Jan 28 2012
A child struggling with a bipolar disorder is often highly gifted, but may have difficulty making transitions, and, according to the DSM-IV, would be diagnosed as having co-morbid or co-occuring syndromes that make him or her distractible, inattentive, anxious or very perfectionistic with some obsessive characteristics. He or she may also be sleepy from medications or may be having cognitive difficulties as a result of them. Frequently, children with bipolar disorder have associated learning disabilites and executive function deficits which make it extremely difficult for them to organize and break things down and accomplish complex tasks (we will discuss these executive function deficits in more detail).
All of these co-morbid conditions, medication issues, known and unknown learning disabilities and organizational deficits complicate a student’s acquisition of knowledge and adjustment to academic demands.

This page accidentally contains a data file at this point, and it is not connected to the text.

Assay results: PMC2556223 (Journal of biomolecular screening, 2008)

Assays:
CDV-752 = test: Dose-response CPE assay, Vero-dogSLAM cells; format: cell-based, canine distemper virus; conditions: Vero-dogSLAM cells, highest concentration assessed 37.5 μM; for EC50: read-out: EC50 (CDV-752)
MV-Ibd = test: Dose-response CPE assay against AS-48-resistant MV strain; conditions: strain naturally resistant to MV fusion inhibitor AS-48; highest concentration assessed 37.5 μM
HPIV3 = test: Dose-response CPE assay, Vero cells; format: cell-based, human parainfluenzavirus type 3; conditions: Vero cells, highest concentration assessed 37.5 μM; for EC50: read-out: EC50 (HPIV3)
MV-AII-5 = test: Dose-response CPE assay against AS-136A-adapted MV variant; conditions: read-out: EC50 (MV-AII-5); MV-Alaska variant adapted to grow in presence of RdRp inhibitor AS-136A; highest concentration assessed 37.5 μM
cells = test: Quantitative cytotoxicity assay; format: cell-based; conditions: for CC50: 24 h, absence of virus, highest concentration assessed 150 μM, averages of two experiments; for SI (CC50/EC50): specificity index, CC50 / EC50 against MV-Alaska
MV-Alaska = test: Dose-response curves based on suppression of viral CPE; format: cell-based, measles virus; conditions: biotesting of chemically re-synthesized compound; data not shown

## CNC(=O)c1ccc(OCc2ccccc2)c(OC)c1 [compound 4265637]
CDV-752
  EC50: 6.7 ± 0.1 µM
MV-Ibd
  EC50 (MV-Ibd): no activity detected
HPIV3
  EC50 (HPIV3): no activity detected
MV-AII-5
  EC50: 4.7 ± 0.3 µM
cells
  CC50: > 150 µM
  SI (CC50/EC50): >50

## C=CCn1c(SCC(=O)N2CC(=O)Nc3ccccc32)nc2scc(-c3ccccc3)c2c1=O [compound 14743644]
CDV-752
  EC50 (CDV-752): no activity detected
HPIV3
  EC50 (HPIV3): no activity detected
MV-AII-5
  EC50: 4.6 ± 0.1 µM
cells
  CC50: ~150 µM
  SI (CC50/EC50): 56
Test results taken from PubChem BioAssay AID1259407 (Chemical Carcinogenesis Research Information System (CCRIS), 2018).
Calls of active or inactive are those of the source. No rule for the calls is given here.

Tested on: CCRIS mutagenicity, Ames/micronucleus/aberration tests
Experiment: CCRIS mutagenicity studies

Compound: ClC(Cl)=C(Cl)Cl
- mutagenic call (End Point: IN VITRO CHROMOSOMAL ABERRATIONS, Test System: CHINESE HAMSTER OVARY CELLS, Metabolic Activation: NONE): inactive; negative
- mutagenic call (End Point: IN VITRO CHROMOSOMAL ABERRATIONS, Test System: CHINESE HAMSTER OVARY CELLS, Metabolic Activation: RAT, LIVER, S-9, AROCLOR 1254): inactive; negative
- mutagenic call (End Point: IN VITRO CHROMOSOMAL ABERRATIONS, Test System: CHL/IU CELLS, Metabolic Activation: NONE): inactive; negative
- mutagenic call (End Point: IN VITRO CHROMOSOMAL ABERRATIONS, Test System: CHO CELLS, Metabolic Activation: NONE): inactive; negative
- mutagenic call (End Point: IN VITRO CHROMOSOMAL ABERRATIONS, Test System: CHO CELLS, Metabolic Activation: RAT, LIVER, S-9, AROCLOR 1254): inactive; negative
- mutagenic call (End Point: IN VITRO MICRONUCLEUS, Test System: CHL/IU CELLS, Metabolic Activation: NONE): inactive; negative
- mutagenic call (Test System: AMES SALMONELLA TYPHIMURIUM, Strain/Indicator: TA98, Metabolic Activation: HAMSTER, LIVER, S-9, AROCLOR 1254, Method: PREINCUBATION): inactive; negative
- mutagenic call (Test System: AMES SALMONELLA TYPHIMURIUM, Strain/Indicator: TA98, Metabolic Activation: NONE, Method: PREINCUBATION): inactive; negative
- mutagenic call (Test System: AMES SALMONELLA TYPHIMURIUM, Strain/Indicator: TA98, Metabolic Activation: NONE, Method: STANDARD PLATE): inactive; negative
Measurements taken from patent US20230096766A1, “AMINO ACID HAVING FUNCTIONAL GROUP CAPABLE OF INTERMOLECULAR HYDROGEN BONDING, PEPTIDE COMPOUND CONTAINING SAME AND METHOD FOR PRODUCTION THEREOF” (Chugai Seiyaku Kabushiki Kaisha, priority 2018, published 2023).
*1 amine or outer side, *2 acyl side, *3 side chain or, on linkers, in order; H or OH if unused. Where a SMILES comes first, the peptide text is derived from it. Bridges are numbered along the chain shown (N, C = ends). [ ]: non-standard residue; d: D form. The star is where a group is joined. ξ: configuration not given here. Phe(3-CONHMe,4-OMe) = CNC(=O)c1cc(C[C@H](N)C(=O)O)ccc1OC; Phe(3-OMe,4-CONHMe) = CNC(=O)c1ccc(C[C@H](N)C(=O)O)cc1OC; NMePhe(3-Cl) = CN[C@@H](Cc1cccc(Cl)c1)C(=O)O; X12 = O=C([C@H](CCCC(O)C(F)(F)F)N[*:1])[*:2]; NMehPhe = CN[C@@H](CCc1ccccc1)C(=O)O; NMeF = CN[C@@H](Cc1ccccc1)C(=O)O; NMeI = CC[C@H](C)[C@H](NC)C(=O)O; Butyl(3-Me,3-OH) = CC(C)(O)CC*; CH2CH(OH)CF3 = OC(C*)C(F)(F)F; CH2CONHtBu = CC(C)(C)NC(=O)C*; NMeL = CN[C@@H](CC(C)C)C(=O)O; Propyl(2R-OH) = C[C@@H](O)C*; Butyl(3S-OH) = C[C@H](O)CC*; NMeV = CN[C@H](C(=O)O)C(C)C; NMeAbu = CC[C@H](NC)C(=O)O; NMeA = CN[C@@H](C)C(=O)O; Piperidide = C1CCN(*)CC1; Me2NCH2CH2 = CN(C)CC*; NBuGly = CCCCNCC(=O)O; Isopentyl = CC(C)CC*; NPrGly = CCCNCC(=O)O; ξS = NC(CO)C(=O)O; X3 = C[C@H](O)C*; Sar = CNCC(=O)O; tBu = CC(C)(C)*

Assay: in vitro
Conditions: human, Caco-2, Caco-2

When one also considers that these children have an illness which causes their ability to focus and energy levels to wax and wane (often according to the season) it’s not hard for parents and educators to realize these children need special accommodations in school.
In creating the type of education you want for your son or daughter, you must keep in mind that although all the children we are discussing here have bipolar disorder, each child is an individual with different social, emotional, and academic strengths and weaknesses. Therefore, their educational needs may vary from one season or school year to the next.
The JBRF Educational Page is intended to help parents, teachers and the educational team ease the strain for the child struggling with these issues and to ensure a comfort level that allows these students to learn, benefit, and excel in the academic environment.